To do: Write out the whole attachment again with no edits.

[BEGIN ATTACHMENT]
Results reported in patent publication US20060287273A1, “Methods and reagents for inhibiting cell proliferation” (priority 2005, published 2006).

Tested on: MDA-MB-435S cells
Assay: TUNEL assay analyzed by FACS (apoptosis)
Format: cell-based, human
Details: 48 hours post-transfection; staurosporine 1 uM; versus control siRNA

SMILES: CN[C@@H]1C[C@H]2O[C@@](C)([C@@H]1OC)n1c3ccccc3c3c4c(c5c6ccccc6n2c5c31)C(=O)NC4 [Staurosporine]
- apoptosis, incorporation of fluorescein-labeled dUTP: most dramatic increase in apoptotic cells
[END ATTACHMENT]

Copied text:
Results reported in patent publication US20060287273A1, “Methods and reagents for inhibiting cell proliferation” (priority 2005, published 2006).

Tested on: MDA-MB-435S cells
Assay: TUNEL assay analyzed by FACS (apoptosis)
Format: cell-based, human
Details: 48 hours post-transfection; staurosporine 1 uM; versus control siRNA

SMILES: CN[C@@H]1C[C@H]2O[C@@](C)([C@@H]1OC)n1c3ccccc3c3c4c(c5c6ccccc6n2c5c31)C(=O)NC4 [Staurosporine]
- apoptosis, incorporation of fluorescein-labeled dUTP: most dramatic increase in apoptotic cells